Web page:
This blog mainly talks about the anti-patterns of building microservice architecture systems.
A microservice architecture helps a lot in many aspects. Readability, Maintainability, scalability, separation of concerns, and many more.
On the other hand, these pros might turn into cons if some anti-patterns are applied in a microservice architecture and it would be very difficult to maintain.
In software engineering and computer science, an anti-pattern is a term that describes how not to solve repetitive recurring issues in your codebase. Therefore they are always considered to be bad practices in the design of systems.
1. Distributed Monolithic systems.
This is an anti-pattern that I have experience working with.
A monolithic app means a system that encapsulates the whole logic of the app in one unit or codebase.
One of the mistakes some people do is distributing the logic of that big monolithic app into several small monolithic apps and calling it a microservice architecture.
The fact is these small monolithic apps will eventually chat with others to achieve how the big monolithic app was working.
Any small change in one of these monolithic apps will cause the saga to break. And a change in other systems will be required, and that defeats the purpose of microservice architecture.
2. Cohesion chaos and coupling.
Cohesion in microservice architecture means the amount of how components of a single entity are tied together.
With that being said, a microservice should not care about the components of other entities.
This anti-pattern arises when unrelated components or functionalities are constantly being added to a specific microservice.
3. Dependency distortion.
This anti-pattern also arises when all of the microservices should be deployed in a specific order, otherwise, the saga and the chattiness between the microservices will break.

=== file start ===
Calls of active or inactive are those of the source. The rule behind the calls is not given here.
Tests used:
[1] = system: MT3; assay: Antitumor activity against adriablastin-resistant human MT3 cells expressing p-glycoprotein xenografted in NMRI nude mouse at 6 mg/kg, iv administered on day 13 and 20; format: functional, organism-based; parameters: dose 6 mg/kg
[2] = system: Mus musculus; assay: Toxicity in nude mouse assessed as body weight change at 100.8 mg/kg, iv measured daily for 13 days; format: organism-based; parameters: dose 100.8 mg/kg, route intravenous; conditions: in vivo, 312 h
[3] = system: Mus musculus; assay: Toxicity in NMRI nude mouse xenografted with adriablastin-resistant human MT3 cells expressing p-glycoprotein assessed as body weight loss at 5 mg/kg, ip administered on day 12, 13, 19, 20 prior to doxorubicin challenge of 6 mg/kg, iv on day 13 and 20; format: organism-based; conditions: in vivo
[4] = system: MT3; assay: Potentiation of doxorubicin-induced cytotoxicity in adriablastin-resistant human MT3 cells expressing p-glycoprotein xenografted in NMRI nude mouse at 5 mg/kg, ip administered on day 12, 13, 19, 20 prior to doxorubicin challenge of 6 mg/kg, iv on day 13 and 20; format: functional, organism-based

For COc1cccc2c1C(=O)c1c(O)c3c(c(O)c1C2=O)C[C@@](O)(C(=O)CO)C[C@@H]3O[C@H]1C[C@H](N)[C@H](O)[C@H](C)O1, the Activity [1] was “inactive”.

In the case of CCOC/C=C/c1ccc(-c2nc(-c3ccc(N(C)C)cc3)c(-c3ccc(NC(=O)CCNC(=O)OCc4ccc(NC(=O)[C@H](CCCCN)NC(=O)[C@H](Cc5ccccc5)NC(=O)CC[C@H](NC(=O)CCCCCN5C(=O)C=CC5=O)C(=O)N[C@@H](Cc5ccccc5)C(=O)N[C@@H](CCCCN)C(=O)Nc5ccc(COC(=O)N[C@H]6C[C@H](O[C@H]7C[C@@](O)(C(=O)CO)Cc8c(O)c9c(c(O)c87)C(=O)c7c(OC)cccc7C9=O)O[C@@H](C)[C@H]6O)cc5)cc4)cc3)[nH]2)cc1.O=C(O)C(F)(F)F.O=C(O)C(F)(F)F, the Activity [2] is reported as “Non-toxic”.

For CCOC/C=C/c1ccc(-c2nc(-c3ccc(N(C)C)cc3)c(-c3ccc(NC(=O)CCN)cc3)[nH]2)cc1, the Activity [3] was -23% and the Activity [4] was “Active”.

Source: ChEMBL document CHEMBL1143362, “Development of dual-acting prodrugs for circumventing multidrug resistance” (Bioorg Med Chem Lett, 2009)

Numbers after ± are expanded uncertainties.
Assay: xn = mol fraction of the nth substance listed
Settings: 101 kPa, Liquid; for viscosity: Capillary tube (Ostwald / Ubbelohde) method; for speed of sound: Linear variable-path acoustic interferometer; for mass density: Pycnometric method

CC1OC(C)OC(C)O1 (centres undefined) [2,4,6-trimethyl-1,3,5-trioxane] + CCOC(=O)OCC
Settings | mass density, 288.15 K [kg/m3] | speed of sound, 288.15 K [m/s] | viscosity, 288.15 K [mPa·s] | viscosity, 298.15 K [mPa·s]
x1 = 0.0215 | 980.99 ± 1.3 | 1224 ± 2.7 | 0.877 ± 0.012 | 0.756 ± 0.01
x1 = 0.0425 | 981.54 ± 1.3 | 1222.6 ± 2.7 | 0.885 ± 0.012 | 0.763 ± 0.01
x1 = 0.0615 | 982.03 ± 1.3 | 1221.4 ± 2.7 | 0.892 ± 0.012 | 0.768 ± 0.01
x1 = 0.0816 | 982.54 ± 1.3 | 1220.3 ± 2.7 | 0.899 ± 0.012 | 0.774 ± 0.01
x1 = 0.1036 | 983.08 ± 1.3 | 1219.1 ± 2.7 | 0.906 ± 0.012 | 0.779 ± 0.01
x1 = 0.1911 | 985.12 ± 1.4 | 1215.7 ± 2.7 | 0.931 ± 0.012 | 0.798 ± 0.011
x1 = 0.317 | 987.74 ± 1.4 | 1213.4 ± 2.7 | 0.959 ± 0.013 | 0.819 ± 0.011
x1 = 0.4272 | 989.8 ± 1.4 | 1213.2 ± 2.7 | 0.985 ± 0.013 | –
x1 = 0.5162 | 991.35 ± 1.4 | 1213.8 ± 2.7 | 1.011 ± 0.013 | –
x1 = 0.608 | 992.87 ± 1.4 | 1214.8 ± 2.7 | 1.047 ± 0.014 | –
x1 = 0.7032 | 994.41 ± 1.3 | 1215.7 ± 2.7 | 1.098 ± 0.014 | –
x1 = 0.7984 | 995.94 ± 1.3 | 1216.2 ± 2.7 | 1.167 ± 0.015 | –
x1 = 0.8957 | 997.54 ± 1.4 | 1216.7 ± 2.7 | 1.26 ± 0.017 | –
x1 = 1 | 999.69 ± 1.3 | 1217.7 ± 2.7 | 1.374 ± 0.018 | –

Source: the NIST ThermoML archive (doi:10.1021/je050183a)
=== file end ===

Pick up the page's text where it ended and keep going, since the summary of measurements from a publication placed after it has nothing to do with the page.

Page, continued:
This is caused by the separation of concerns as well.
4. Shared schemas and datastores.
This is an anti-pattern that occurs when multiple microservices are connected to the same db.
For example, if one microservice needs to change a specific schema due to its internal logic, the microservice that is also connected to that database should adapt to the corresponding change.
4. Actions redundancy.
Action redundancy occurs when there are some functionalities that are occurring in each microservice.
Suppose that, in order for an action to start a saga in the microservices, the user who is doing the action should be authenticated. For that matter, the user should be authenticated once.
Having an API gateway becomes very handy in such situations to centralize shared logic between microservices and also to orchestrate the events between them.
Understanding microservice architecture and its anti-patterns are very important. A lot of complexity might be added trying to apply them without thinking of the overall design of how they should be built.